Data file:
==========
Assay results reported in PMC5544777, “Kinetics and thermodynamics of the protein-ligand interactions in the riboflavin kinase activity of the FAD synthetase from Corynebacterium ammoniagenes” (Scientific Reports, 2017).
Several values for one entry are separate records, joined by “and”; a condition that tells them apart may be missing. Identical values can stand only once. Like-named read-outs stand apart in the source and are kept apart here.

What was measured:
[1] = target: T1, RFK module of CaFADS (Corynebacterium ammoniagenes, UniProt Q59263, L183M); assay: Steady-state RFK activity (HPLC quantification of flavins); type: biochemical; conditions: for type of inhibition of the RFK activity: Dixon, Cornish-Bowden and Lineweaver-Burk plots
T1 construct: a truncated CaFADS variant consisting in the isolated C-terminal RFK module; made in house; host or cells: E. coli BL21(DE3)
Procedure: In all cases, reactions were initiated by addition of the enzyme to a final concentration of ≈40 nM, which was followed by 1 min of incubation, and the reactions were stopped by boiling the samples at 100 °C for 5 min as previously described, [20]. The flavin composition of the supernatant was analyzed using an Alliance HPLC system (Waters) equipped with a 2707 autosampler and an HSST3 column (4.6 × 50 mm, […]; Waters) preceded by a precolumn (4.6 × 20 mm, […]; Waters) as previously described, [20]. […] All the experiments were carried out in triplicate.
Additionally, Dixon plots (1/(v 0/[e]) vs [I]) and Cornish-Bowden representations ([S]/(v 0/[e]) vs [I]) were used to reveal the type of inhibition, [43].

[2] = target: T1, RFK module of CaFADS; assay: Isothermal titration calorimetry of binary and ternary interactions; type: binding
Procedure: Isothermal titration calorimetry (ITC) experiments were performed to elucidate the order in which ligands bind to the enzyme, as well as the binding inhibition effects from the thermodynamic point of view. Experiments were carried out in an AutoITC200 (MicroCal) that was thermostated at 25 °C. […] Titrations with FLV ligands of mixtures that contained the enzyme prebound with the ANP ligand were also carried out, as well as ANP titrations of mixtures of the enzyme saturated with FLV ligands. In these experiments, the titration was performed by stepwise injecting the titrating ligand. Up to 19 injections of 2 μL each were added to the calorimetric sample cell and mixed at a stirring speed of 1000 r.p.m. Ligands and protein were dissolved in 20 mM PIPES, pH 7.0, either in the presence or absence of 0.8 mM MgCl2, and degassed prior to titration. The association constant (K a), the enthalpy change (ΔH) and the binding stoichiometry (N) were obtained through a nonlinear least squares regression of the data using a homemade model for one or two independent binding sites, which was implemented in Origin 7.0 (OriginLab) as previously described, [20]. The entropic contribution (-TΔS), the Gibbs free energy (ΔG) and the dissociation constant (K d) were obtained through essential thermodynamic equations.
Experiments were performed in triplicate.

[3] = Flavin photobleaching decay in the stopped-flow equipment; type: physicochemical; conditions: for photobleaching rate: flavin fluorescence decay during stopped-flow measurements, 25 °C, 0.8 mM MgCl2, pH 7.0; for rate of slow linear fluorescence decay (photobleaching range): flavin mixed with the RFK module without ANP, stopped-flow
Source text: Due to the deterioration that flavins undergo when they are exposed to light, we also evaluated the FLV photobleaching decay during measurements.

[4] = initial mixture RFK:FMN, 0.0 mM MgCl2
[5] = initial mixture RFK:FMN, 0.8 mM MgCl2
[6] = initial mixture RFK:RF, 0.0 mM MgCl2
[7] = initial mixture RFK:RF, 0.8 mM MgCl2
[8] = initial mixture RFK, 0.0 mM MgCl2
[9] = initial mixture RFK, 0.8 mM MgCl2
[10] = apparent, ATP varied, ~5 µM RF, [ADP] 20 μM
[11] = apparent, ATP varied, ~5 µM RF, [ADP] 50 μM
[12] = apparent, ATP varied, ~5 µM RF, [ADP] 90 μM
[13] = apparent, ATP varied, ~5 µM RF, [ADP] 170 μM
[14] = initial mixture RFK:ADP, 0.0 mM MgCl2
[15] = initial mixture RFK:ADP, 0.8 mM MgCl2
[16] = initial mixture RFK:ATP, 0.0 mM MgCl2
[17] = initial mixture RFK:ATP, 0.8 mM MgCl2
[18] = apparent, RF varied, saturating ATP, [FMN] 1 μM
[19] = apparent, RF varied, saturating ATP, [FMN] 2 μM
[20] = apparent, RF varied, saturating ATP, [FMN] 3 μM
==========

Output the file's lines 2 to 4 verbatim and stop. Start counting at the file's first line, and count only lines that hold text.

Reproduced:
Several values for one entry are separate records, joined by “and”; a condition that tells them apart may be missing. Identical values can stand only once. Like-named read-outs stand apart in the source and are kept apart here.

What was measured:
[1] = target: T1, RFK module of CaFADS (Corynebacterium ammoniagenes, UniProt Q59263, L183M); assay: Steady-state RFK activity (HPLC quantification of flavins); type: biochemical; conditions: for type of inhibition of the RFK activity: Dixon, Cornish-Bowden and Lineweaver-Burk plots